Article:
For our video Readymade, I got struck with inspiration one day and came up with the idea of a magic gif ball. A hacked magic 8 ball with a screen in place of the opening so that when you shake it it responds with a gif.
Simple right? WRONG.
First, I wanted to get a feel of how the data flow was going to go. I decided to build my sketch on Max and have the program work through OSC using the accelerometer on my phone.
After I got that working on the actual physical computing. The Arduino doesn’t have the capabilities to play videos, so I quickly had to figure out my options in order to make my project work in a compact way (if not, max would’ve been an easy way to go). The Raspberry Pi rose to the top of the pile, as it has a GPU that can run movies files without a problem.
I also explored the idea of using a teeny controller but you have to convert files to code and run them in the program like that. If that’s the case, I would’ve just used an Arduino.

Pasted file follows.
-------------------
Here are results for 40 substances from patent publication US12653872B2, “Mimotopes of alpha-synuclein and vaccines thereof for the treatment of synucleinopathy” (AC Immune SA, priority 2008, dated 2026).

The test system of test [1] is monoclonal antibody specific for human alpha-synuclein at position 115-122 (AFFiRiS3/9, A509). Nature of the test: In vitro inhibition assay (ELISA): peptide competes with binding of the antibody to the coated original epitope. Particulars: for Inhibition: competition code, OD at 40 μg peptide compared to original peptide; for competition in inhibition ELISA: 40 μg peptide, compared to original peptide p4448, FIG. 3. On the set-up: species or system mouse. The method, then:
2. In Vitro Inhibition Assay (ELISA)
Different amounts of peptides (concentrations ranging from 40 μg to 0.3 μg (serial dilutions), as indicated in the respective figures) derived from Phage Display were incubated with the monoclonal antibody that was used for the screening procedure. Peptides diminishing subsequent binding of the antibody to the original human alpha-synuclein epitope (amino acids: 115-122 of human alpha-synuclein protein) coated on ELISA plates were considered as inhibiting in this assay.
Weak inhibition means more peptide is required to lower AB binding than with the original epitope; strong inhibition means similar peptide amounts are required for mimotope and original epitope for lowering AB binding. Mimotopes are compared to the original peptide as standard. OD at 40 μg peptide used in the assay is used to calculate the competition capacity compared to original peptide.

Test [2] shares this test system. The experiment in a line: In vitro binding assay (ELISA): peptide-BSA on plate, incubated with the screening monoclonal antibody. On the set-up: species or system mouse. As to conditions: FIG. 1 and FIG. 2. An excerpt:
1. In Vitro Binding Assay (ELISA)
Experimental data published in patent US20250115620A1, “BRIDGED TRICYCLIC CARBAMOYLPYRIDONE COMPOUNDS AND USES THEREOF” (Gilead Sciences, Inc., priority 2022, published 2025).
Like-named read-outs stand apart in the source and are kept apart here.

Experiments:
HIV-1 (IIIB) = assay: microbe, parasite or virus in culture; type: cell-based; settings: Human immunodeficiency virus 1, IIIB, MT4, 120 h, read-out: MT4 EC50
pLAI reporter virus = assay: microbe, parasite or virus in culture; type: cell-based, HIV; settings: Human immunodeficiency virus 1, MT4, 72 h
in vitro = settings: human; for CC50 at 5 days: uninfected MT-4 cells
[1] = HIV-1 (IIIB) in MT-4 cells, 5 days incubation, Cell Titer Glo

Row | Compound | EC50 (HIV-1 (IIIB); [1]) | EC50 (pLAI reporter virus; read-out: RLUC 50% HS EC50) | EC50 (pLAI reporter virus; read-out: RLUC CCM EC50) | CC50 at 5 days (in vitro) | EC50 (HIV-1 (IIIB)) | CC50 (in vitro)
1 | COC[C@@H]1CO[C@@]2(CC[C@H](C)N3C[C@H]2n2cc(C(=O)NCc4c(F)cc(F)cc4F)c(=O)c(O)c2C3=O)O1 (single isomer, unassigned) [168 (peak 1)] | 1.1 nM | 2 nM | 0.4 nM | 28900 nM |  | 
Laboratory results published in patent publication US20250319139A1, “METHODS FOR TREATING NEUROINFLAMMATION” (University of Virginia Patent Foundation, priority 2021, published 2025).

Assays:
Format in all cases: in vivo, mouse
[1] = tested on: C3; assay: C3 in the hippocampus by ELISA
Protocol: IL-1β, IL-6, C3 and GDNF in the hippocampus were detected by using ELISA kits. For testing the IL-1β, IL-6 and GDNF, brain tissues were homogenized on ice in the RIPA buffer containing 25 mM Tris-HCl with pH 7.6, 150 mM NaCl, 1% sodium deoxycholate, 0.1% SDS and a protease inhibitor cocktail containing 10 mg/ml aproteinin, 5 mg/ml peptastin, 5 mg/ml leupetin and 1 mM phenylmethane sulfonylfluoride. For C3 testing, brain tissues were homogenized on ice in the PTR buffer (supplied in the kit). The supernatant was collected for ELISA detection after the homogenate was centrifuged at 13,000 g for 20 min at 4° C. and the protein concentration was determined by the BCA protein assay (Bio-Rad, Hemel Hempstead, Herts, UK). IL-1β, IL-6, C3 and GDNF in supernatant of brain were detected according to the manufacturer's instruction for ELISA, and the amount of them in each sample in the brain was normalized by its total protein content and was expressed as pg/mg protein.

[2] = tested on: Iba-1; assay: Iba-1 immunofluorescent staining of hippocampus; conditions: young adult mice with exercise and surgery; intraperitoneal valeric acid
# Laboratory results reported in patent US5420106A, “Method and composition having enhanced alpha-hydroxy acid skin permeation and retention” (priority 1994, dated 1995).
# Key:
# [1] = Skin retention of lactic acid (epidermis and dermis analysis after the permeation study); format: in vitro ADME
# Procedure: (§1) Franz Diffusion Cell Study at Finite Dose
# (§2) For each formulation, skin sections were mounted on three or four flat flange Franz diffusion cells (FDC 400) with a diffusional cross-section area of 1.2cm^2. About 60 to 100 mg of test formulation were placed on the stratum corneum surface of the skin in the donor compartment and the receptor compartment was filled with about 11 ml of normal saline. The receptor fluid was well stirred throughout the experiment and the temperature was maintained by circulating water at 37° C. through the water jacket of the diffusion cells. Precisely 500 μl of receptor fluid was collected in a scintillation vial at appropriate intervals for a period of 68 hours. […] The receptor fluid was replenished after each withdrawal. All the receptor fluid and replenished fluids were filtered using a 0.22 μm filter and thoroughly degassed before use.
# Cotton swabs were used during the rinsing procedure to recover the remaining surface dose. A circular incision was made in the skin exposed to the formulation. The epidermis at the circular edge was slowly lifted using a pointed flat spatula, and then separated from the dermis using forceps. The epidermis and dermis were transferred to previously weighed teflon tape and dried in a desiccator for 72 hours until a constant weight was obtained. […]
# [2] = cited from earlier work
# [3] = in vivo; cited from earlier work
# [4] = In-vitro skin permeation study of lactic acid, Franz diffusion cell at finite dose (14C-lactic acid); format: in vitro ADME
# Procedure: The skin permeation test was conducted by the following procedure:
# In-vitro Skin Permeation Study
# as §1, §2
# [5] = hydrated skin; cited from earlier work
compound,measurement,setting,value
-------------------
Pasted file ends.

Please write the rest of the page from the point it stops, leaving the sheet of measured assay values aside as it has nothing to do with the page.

After doing a bunch of research and solidifying Raspberry Pi as my best option, I went to work. Since the Raspberry Pi doesn’t have a analog to digital converter, I have to put it together since my main source of data input is an accelerometer. Step 1, get the Pi and install Rasbian on it.
I found this great schematic online that had exactly how to wire an accelerometer, a MCP3008 and a Pi together. It was in Spanish, so it was interesting to see my ITP world translated into my mother tongue.
I messed around with this for a while and tried for 2 days to make it work, to no avail. I decided then to g back to use the Arduino to read the accelerometer and then use serial communication to send the data to the Pi. We’ll see how that goes!
To be continued…